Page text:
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Most S’poreans aren’t interested in politics, but feel strongly about some policy issues: IPS study

SINGAPORE — More than half of the people here are not interested in politics, placing Singapore among some of the most politically apathetic countries polled, a study by the Institute of Policy Studies (IPS) has found.

Interest in politics in Singapore is among the lowest among 80 countries in a global poll, an IPS study found.

Interest in politics in Singapore is among the lowest among 80 countries in a global poll, an IPS study found.

  • Around 37.2 per cent of Singapore residents polled said they were interested in politics
  • Hong Kong and Taiwan had similar levels of political apathy
  • Nearly all Singapore residents were satisfied with its political system to some extent, and over 70 per cent expressed confidence in its electoral polls
  • The study was conducted by the Institute of Policy Studies as part of a global poll to measure attitudes and values


SINGAPORE — More than half of the people here are not interested in politics, placing Singapore among some of the most politically apathetic countries polled, a study by the Institute of Policy Studies (IPS) has found.

Researchers, however, noted that Singaporeans feel strongly about some policy issues, such as those concerning foreigners living here. People also have strong confidence in elections here and are satisfied with the functioning of Singapore’s political system.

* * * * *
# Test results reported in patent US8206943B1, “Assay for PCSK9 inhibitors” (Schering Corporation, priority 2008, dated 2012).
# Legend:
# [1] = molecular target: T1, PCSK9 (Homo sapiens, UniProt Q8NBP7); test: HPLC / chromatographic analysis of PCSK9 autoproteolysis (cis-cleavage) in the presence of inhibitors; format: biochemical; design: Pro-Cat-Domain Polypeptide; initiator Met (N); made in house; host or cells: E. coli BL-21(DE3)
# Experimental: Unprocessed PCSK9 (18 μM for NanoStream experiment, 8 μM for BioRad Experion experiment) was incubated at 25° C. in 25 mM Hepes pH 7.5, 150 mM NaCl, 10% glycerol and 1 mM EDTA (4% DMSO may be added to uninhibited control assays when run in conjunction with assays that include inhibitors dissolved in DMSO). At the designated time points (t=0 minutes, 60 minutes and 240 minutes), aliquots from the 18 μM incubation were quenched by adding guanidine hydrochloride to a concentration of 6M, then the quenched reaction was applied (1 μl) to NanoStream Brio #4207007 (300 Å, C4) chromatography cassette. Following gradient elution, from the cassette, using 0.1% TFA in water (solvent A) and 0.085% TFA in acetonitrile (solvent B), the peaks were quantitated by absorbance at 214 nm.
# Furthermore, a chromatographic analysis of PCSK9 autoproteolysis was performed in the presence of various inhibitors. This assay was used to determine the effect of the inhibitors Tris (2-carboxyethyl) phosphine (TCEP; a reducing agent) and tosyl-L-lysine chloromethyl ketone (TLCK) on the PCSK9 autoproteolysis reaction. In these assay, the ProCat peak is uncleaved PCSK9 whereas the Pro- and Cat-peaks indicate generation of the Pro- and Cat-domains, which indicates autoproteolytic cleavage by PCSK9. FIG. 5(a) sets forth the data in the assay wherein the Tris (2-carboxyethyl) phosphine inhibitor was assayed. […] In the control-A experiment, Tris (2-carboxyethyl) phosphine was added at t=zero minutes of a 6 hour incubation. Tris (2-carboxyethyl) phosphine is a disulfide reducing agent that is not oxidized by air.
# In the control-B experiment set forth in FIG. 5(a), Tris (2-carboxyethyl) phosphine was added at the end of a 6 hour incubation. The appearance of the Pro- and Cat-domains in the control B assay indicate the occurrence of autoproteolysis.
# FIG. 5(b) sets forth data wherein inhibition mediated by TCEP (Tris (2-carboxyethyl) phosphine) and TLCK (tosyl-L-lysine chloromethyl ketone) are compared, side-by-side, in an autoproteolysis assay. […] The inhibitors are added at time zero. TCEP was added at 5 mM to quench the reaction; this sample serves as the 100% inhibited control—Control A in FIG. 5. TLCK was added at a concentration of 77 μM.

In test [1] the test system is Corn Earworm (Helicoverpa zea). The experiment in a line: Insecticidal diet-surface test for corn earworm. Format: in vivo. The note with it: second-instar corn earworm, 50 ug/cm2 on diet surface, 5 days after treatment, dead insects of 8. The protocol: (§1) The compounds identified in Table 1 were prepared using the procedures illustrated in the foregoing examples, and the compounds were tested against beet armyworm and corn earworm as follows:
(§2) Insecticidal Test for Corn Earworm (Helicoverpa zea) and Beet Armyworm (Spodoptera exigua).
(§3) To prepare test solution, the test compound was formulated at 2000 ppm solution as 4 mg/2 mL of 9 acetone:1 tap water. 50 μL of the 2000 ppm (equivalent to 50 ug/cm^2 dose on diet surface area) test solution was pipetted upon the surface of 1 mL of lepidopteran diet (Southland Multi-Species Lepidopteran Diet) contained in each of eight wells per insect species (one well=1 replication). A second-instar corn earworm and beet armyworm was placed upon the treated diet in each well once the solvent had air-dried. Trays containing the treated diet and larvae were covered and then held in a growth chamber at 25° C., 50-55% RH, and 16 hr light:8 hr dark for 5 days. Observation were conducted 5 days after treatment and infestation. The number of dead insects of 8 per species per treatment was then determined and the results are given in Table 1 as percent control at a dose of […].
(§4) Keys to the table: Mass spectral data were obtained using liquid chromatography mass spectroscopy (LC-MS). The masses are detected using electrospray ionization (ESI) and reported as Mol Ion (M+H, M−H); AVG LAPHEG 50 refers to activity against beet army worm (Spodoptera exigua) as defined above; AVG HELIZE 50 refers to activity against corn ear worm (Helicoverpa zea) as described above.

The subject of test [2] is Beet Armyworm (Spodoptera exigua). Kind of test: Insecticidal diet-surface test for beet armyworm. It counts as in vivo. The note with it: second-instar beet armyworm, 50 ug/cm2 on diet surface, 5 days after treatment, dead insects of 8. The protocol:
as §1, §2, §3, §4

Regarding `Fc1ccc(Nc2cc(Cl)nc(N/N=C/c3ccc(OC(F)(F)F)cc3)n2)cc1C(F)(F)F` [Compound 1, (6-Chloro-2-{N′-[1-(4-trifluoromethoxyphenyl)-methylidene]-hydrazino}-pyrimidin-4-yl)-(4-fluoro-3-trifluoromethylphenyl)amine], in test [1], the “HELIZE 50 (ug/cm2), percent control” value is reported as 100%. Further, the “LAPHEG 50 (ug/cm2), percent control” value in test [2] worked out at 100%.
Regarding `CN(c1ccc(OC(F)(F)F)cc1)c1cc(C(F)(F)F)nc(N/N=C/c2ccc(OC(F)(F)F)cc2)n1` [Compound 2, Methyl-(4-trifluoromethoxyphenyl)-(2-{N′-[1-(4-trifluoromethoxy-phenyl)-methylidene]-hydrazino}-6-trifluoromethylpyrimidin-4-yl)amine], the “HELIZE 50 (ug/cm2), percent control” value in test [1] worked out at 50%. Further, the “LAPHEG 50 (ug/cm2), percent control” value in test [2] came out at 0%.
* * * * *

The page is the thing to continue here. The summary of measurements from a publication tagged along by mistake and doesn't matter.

The report, which was published on Wednesday (March 24), concluded: “While the majority of Singaporeans are uninterested in politics, the seemingly politically docile population does not eschew expressing their concerns about possible policies concerning surveillance and immigration, which may impact their lives.”

The 2020 study is part of the cross-national World Values Survey, involving about 80 countries, and was carried out by IPS researchers Dr Mathew Mathews, Dr Teo Kay Key, Mr Melvin Tay and Ms Alicia Wang. A total of 2,012 Singapore citizens and permanent residents aged 21 and above were polled.


The researchers found that a majority of respondents were either not very interested (39.3 per cent), or not at all interested (23.4 per cent), in politics. About 32.4 per cent said they were somewhat interested in politics, while a small number (4.8 per cent) said they were very interested.

This puts Singapore behind most other countries and territories surveyed in terms of a politically interested population, recording marginally higher levels of interest than people in the special administrative region of Hong Kong, as well as Taiwan.

Around 30 per cent of Hongkongers and 32 per cent of Taiwanese people said they were at least somewhat interested in politics, versus Singapore’s 37.2 per cent.

The study found that respondents who expressed higher levels of interest in politics were more likely to be male, better educated, or more affluent.

This could mean that people are more politically interested when other needs are met or when they are better educated, said the study.